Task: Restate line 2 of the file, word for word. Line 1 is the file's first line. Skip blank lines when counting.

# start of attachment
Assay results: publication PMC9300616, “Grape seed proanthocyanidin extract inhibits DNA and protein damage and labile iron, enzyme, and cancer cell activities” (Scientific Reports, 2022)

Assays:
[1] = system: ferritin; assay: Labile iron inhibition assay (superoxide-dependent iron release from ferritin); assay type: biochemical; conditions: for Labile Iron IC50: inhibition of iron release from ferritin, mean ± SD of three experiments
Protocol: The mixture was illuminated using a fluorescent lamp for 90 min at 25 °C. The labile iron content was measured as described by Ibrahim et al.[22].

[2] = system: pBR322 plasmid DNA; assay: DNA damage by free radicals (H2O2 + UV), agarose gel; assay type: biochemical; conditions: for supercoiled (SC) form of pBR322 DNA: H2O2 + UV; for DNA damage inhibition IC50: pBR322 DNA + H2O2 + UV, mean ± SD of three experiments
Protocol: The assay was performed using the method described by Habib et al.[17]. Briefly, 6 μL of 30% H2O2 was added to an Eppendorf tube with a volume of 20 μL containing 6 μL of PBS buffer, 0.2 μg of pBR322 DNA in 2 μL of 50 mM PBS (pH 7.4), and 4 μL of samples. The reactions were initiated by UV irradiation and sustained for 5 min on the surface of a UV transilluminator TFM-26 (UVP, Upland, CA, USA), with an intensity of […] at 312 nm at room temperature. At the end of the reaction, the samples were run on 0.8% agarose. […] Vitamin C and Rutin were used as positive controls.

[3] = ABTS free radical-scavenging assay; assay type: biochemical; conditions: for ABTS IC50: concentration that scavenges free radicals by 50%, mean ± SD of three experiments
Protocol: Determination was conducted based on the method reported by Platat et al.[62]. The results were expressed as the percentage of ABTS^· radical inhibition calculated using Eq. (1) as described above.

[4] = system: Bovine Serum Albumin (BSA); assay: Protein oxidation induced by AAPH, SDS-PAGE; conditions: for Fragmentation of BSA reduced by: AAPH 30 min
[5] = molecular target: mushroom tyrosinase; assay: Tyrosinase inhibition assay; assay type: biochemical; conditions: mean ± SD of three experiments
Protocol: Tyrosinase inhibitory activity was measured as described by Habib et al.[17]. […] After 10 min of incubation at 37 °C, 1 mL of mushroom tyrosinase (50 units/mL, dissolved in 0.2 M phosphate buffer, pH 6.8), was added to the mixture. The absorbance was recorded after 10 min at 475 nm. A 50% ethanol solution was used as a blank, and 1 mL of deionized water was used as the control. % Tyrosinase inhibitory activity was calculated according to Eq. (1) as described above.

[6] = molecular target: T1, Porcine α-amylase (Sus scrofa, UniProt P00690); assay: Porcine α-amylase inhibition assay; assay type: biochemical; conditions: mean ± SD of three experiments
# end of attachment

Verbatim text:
Assays: